Survivors reconnect at reunion
HUNTINGTON -- One year ago, Jack Cappellari never thought he would be giving the keynote speech to a room full of mostly women during St. Mary's Medical Center's breast cancer survivor reunion.
"I know my story's a lot different than you gals in here," said Cappellari Sunday afternoon, addressing a crowd of about 50 gathered in the St. Mary's Outpatient Center. "I never expected nor wanted to be a part of this club, but the fact is I'm in it now, and I want to maintain my membership."
The survivor reunion, now in its 15th year, continued a series of events throughout the Tri-State to celebrate Breast Cancer Awareness Month. But Sunday's reunion may be the only one that focused on breast cancer from a male's perspective, said Anne Hammack, clinical manager of the Breast Center at St. Mary's.
With one out of every eight women now diagnosed with breast cancer, there is little attention paid to a smaller percentage of men who are diagnosed with the disease, Hammack said.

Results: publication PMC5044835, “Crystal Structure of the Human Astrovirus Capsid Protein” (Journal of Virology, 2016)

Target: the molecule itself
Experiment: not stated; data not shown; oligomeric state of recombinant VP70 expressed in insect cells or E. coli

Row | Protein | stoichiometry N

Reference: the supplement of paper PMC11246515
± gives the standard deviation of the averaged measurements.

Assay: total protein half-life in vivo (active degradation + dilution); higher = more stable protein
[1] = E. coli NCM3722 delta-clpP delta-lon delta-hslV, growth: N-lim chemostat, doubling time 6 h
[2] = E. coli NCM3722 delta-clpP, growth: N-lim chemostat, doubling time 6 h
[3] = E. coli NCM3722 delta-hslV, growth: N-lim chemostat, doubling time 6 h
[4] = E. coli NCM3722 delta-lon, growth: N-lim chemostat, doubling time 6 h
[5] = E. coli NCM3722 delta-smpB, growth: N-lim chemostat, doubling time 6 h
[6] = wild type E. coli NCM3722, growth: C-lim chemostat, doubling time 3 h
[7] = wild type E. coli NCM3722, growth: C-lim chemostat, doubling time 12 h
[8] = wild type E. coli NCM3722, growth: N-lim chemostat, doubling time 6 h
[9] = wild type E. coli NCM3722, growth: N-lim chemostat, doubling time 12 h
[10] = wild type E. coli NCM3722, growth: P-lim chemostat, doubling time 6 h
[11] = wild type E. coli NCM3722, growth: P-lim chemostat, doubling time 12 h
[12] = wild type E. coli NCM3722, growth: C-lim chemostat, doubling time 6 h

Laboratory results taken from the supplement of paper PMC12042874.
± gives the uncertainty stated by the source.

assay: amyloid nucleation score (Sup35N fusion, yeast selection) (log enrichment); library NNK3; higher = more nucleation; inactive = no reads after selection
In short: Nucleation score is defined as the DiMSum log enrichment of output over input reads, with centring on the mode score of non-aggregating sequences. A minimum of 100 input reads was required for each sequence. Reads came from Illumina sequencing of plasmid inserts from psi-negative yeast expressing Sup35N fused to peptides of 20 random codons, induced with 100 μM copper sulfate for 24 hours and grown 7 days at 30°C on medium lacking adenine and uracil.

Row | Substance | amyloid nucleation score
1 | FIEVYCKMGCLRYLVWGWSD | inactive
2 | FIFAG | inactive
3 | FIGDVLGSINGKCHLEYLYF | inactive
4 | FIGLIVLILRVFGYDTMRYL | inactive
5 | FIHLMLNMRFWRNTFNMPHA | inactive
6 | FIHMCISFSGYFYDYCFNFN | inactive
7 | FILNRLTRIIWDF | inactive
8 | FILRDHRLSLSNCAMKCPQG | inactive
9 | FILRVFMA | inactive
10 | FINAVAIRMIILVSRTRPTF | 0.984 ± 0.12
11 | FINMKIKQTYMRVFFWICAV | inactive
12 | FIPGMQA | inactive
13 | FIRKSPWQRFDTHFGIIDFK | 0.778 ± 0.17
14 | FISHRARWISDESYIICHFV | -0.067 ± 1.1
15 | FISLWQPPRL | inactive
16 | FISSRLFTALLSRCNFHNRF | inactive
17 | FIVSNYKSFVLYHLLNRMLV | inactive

"We just wanted to shed exposure on this disease from a man's point of view with the hope that it will take away some of the awkwardness for men and encourage them to schedule an appointment if they have a concern."
That's exactly what Cappellari did last January after feeling tenderness and swelling in his chest. He had felt similar discomfort five years earlier, although it turned out to be nothing.
"From the Thursday I called to schedule an appointment to my appointment that following Monday, the tenderness and swelling had gone away," Cappellari said. "Had I been all macho about it, I would have said, 'Well, heck with that, man. Why do I need to bother?' "
Cappellari went to his appointment, though, and three weeks later discovered he had breast cancer. Cappellari recalls looking out the window of the exam room moments after being told he had breast cancer and seeing the Grim Reaper. He also began to think about how his wife's life would change if he died.
"These things happen, and you never know it's coming," said Cappellari, who coped with the disease by refusing to be bitter and praying every night for God to give him strength.
Cappellari is one of three male patients who have gone through the Breast Center in its nine years in existence, Hammack said.
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